There you are, working steadily away on your next manuscript. The ideas are flowing. You’ve hit your stride. Nothing can stop you now—nothing, that is, except a colleague who shows up at your desk with a 20-page grant proposal. “Do you mind?” he asks.
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Explore This IssueAugust 2017
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Across academia the problem is the same—too few hours in the day, too many long grant proposals to review. Peter A. Nigrovic, MD, a rheumatologist and physician–scientist at Brigham and Women’s Hospital and Boston Children’s Hospital, says, “There must be a better way.”
No Progress Without Research
“Rheumatologic advances evolve through research … and that research cannot be performed without adequate funding,” says Dr. Nigrovic, associate professor of medicine at Harvard Medical School. “But the process of obtaining grants is not necessarily familiar to many rheumatologists. Writing a good grant [application] is difficult. Often, the most substantial obstacle is roping someone into reviewing it in a thoughtful manner.”
While working in his lab, Dr. Nigrovic noted that his basic science colleagues tended to work on grants in isolation, even as trainees, and that even talented investigators with good ideas often had difficulty securing funding. “As basic scientists we are all in our little niches, and we don’t necessarily have overlapping subject interests. This creates an environment [in which] we don’t readily obtain external input. I puzzled over the question of how to get people to go over one another’s grants. This is typically a big ‘ask,’ because the process isn’t especially gratifying—especially if the grant proposal is in poor shape.”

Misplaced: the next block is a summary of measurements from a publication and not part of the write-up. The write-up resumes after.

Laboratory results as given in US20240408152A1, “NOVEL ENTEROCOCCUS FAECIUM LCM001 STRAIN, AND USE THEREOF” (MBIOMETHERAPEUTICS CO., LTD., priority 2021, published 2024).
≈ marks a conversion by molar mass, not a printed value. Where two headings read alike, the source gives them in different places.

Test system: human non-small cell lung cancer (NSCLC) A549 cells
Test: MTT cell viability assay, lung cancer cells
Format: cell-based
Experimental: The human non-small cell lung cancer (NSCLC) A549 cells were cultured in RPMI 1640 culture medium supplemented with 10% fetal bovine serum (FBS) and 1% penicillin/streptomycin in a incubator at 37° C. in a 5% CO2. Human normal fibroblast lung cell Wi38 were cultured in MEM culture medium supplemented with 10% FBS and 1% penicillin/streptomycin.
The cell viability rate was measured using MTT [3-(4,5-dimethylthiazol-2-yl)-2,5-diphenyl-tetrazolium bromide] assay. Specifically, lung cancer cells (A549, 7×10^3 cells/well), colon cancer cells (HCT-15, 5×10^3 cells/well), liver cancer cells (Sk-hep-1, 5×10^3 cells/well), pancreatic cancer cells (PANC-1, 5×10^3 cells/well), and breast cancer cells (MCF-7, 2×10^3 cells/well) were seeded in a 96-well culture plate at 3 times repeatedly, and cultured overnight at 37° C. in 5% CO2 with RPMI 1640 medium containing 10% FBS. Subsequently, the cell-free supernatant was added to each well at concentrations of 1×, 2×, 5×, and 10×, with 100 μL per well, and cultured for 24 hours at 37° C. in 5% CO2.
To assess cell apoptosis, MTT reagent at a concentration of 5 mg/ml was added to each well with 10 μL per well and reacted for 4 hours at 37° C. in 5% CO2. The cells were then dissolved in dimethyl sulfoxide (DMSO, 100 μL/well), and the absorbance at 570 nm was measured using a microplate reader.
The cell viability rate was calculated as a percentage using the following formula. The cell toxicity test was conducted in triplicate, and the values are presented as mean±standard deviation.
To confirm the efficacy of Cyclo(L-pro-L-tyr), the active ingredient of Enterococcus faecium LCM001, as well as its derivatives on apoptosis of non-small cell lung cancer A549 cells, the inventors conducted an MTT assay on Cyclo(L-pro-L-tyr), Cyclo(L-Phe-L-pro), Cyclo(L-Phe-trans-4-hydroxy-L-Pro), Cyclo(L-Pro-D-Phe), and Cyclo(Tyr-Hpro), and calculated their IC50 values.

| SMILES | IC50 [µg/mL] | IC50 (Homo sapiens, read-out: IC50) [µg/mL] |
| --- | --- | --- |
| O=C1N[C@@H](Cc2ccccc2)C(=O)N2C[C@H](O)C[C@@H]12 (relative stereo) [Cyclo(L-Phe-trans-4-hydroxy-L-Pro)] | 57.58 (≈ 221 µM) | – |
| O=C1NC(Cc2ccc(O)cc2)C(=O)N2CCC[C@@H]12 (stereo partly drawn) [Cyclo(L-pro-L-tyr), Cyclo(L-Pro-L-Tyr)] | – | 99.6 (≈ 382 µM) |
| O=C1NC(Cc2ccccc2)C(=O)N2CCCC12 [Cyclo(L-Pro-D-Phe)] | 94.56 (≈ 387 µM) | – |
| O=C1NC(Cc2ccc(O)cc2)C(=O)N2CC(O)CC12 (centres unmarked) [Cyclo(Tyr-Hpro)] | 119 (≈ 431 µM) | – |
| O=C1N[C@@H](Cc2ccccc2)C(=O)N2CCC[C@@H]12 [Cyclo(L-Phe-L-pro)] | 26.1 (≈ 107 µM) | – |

Working from his own experience in grant writing, it occurred to Dr. Nigrovic that there could be a simple solution. The science section of every grant begins with a single page that serves as an outline of the proposal. Called the specific aims page, it introduces reviewers to the topic of the grant and how the investigator will proceed if funded.
In most cases, Dr. Nigrovic thought, fundamental problems with a grant proposal are evident in the aims page. By contrast, if the aims page is clear and compelling, then the rest of the grant proposal is likely to be so as well. Could group discussion of the aims page substitute for a review of the whole grant, providing the feedback that young investigators need to craft a good grant? The Aims Review Committee (ARC) was born.1
“This is a sensible, high-quality shortcut that is collaborative in nature,” says Dr. Nigrovic.